A word of caution: there is a rape scene in the novel, and as I’ve stated in other book reviews in the past, I feel that this should be noted somewhere.  You never know what a reader has gone through in his/her own life and what a scene like that (explicit or not), could trigger for them.

In all, I think this work is incredibly multidimensional.  It fits in so many genre “boxes” that you can’t help but identify with it.  It is heartwarming, touching, and a beautiful piece.  I urge all of you to see for yourself how great of a work Gabaldon has created.  Maybe Jamie will rate as high on your list of male heroes as he now does on mine?

5 out of 5 Stars

This is my second completed review for the Historical Fiction Challenge

This is my first completed review for the Book to Movie Challenge

Outlander by Diana Gabaldon
Random House Publishing (2004)
eBook: 818 pages
ISBN: 9780440335160

46 thoughts on “Kim’s Review of Outlander (Outlander #1) by Diana Gabaldon

  1. Higher than Darcy? Come on LOL love the review, however don’t you think the cover needs more, glad I read your review otherwise I might not have picked this book up I am kindof a cover judge which can or can’t be good. Thank you for the word of caution it is always good to know what you are getting into when it comes to those kind of scenes. I have started a book sometimes only to not finish because I never knew that so much language or a scene was in it that was not to my taste. However this sounds so good that I might skip the scene to read the book. Better than Darcy???? We shall see…:)

  2. Pingback: Kim’s Review of Outlander (Outlander #1) by Diana Gabaldon « Dogs, Books, and Science

  3. I am ridiculously obsessed with the Outlander series. I’m currently in withdrawal because I’ve read all the books in the main series and the next one won’t be out until the fall.

    I highly recommend reading the rest of the series. She sucks you in with Outlander, but you really fall for the characters the more you get to know them.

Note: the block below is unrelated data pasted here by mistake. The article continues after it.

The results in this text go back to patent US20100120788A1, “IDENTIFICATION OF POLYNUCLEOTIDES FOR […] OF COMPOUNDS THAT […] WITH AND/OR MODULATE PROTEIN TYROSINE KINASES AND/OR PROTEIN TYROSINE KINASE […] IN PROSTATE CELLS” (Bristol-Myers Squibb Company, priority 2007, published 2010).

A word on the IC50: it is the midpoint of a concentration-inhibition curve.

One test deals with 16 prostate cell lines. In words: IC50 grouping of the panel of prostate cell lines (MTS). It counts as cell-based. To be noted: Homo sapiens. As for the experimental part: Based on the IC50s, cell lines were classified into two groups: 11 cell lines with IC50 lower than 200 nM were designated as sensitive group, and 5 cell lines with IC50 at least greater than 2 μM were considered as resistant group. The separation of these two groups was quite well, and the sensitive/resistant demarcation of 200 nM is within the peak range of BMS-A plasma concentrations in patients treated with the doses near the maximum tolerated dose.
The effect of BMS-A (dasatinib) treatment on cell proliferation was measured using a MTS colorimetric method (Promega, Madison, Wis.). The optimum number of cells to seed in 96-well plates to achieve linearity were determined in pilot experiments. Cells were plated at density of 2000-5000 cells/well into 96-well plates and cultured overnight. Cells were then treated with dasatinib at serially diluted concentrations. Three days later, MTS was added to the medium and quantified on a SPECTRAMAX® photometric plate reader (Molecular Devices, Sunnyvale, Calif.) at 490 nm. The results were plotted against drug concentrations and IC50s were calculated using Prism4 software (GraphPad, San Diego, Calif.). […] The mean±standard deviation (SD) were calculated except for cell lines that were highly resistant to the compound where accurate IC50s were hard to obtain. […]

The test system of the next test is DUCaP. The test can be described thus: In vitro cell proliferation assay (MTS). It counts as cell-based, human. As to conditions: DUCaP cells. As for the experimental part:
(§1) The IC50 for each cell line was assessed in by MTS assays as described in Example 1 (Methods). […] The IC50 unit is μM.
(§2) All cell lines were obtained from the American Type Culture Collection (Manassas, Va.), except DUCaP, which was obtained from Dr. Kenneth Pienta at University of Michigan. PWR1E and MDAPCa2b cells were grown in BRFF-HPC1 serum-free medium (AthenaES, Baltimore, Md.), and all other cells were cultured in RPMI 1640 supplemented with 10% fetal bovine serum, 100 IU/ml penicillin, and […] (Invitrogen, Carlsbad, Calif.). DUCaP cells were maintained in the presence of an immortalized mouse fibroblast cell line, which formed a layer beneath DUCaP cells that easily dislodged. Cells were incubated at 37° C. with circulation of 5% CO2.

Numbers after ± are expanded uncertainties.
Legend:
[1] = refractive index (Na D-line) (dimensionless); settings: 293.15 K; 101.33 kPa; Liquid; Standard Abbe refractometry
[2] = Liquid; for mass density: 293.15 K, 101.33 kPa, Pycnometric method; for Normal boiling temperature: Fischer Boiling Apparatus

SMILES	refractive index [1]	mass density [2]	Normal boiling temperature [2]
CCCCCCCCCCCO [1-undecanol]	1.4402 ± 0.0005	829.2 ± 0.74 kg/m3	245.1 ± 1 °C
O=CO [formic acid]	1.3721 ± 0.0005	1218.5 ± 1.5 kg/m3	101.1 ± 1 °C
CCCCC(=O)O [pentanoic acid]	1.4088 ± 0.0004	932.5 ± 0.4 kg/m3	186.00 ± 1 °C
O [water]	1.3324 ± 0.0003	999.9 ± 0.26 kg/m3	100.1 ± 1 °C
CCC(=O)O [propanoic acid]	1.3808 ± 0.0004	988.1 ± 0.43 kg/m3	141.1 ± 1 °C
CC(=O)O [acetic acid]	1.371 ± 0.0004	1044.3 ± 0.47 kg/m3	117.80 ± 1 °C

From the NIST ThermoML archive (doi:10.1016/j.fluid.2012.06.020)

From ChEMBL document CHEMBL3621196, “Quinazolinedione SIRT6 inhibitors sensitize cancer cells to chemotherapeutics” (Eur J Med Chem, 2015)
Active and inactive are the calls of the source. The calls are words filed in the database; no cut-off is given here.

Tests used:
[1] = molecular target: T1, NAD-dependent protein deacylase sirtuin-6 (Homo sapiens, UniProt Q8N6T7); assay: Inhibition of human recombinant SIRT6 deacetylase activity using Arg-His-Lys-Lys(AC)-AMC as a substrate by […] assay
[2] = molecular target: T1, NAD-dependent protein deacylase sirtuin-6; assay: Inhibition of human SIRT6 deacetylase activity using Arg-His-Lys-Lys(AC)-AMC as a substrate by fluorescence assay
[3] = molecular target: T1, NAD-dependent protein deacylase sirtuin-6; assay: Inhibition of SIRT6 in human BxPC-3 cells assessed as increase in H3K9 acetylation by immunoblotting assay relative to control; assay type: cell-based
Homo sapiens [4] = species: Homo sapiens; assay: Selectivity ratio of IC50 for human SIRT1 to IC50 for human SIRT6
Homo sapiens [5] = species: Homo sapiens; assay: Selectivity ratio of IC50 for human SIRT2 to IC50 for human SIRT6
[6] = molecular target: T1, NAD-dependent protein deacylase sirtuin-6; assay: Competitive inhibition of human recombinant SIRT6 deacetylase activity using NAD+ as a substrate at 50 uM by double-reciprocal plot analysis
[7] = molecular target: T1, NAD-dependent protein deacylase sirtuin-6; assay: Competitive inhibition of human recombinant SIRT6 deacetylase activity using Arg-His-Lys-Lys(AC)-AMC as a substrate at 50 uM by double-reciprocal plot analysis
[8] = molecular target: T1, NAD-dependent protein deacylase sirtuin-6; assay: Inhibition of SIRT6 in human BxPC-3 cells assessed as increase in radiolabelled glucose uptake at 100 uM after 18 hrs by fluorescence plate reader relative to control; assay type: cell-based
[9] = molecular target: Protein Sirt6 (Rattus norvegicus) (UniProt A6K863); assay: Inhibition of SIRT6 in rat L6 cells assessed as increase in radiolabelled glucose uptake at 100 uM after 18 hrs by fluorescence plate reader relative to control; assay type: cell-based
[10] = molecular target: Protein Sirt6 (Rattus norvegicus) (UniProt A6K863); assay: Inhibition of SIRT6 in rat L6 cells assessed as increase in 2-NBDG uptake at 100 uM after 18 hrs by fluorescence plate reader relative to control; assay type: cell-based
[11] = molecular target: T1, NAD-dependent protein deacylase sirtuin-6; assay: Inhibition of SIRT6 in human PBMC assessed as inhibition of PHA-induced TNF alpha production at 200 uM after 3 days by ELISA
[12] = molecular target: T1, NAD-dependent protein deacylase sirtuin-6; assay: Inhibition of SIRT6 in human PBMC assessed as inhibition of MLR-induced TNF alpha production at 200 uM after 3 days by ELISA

4. I liked the plot of Outlander, and could see the appeal of Jamie Fraser. But the book was WAY overwritten. It needed 1/3 cut out, maybe more. I don’t know if I can force myself to read the next books in her series. Are they worth the time?

  5. Yes! Jamie is so perfectly imperfect. He’s virginal but not innocent; raw masculinity but very sensitive. He’s gorgeous but scarred in more ways than one. You know I love me some Mr Darcy but Jamie is an amazing hero as well. I can’t wait to see what you think about the rest of the series. It’s been a couple years since I read them. I felt a little bogged down with the historical details in the last two, but I am definitely looking forward to the next book coming out this year.

  6. I have to admit, it took me three tries to get into this book. I just didn’t didn’t see what all the fuss was about. Then Jamie appeared on the page, and I was hooked!! Oh, and Tasha, you totally need to read this book!!!!!

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  15. It seems that I’ve been living under a rock (is that the expression?) since I’ve only recently learnt about the Outlander series. After reading your post I finally decided to order the first book online. It’ll probably arrive next week, I can’t wait!

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  18. Wow, I was with you, there would never be a better male romance hero than Mr. Darcy. But you’ve got me convinced now. I read this post because I’ve been hearing so much about Outlander and now you’ve put me over the edge. I’m going to my indie bookstore today and getting it. Thanks and cheers!